X-Man? For most musicians, moving into film — increasing visibility, broadening appeal — is a great idea. For R. Kelly, it was a terrible idea. The multiplatinum R&B star is at the center of an ugly controversy sparked by the appearance of a videotape — anonymously mailed to the Chicago Sun-Times — that allegedly shows him having sex with a minor. Since news of the video first appeared in the Sun-Times Feb. 8, other sex tapes allegedly involving Kelly have surfaced, at least two young women (who don’t appear on tape) are threatening to file lawsuits against him, and the Chicago police are investigating. Even if Kelly, 35, avoids prosecution, has his career been irreparably hobbled by the distasteful scandal?
The day the story broke, the Chicago native — who climbed the charts with hits like ”Bump N’ Grind” and ”I Believe I Can Fly” — sang at the Olympics’ opening ceremony. And it was anticipated that his soon-to-be-released collaboration with Jay-Z, The Best of Both Worlds, might be the best-selling hip-hop album ever. But a month later, on March 19, the disc debuted with little fanfare, moving an underwhelming 230,000 copies its first week. ”It’d be selling at least double if it weren’t for [the controversy],” says Wherehouse Entertainment’s Violet Brown.
Sales have suffered, in part, due to a publicity drought. Def Jam Records, which released Worlds, recently canceled plans for a video and tour. The label even opted not to put the artists’ faces on the cover—a cover in which their names are barely visible.
Kelly and his reps are working overtime on damage control. His lawyers insist that ”no videotape of R. Kelly having sex with an underage girl exists.” Bootleg copies of the Sun-Times tape and other alleged Kelly clips are now as easy to come by as the infamous Pamela Anderson-Tommy Lee home video. But Gerry Margolis, Kelly’s general counsel, says he does not know which of the illicit tapes the Chicago police have in their possession. ”How can they be beating a drum that Kelly ought to be prosecuted in connection with a tape that they won’t even show Kelly’s defense lawyers?”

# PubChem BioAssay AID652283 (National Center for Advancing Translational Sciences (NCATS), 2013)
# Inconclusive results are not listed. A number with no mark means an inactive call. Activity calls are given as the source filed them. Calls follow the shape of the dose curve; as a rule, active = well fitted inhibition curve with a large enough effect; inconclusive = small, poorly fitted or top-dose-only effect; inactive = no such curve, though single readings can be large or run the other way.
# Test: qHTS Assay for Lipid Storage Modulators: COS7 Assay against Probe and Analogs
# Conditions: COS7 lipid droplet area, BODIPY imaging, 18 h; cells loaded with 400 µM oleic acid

While legal maneuvering continues, there’s been an attempt to refocus attention on Kelly’s music and philanthropy. A new single, ”Soldier’s Heart,” will be released this month, with proceeds going to charity. And he’s working on a solo album, Loveland, due Nov. 5. Despite Kelly’s best efforts, however, the negative PR persists. In a separate case, he just settled a suit with Tracy Sampson, a former Epic intern, who claimed Kelly began coercing her to have sex in April 2000, when she was 17. On April 4, protesters stood outside Chicago’s WGCI-FM and smashed Kelly CDs, while others picketed Sam Goody’s in Philadelphia, demanding that the chain stop selling Kelly’s discs. Still another group has begun to organize a national boycott. The singer has responded by asking fans to stand by him, something that at least one artist declined to do: Ashanti, who planned to duet with him on her blockbuster self-titled debut album (see p. 73), recorded with Ja Rule instead.